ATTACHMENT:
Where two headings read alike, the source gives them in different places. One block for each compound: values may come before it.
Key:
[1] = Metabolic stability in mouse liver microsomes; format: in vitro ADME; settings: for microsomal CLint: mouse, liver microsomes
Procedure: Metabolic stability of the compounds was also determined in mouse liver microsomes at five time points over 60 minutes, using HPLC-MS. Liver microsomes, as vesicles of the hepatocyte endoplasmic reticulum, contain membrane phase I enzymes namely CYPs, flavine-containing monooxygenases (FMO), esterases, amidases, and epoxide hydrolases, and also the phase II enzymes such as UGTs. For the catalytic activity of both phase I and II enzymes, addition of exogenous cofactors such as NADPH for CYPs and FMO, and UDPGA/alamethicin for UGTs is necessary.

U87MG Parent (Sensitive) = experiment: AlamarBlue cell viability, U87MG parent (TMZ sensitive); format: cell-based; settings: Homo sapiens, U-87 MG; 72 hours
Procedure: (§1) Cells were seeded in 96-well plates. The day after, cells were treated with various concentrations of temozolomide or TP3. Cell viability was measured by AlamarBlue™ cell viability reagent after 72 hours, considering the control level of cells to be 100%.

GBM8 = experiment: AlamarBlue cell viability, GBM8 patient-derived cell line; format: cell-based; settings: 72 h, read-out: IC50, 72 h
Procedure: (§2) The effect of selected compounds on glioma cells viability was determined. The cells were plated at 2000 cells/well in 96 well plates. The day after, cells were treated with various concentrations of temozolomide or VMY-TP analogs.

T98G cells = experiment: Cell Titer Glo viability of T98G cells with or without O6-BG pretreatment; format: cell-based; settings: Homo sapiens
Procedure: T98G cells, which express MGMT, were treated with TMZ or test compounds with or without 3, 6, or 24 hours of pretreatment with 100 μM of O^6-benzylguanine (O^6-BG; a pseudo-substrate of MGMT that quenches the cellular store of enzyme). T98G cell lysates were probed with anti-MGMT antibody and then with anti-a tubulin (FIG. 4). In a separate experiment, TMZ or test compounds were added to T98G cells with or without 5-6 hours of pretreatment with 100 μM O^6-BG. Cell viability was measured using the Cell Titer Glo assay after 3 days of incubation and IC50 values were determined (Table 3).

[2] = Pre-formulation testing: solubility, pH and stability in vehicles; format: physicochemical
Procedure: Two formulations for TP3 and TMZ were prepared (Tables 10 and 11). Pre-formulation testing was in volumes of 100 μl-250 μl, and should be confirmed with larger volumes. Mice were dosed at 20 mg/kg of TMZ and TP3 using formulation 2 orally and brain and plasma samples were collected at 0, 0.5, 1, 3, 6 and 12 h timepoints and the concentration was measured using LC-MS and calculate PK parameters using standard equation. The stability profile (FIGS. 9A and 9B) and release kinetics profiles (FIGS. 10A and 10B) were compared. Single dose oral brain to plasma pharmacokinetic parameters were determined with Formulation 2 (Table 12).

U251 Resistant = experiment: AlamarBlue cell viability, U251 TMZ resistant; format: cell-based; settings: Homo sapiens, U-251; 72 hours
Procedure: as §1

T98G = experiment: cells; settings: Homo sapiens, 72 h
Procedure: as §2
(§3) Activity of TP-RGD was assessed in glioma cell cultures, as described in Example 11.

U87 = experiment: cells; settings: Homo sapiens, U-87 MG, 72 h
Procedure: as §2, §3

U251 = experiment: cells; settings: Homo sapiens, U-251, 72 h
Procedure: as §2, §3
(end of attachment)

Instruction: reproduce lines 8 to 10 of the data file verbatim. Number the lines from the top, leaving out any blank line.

Procedure: (§2) The effect of selected compounds on glioma cells viability was determined. The cells were plated at 2000 cells/well in 96 well plates. The day after, cells were treated with various concentrations of temozolomide or VMY-TP analogs.

T98G cells = experiment: Cell Titer Glo viability of T98G cells with or without O6-BG pretreatment; format: cell-based; settings: Homo sapiens
Procedure: T98G cells, which express MGMT, were treated with TMZ or test compounds with or without 3, 6, or 24 hours of pretreatment with 100 μM of O^6-benzylguanine (O^6-BG; a pseudo-substrate of MGMT that quenches the cellular store of enzyme). T98G cell lysates were probed with anti-MGMT antibody and then with anti-a tubulin (FIG. 4). In a separate experiment, TMZ or test compounds were added to T98G cells with or without 5-6 hours of pretreatment with 100 μM O^6-BG. Cell viability was measured using the Cell Titer Glo assay after 3 days of incubation and IC50 values were determined (Table 3).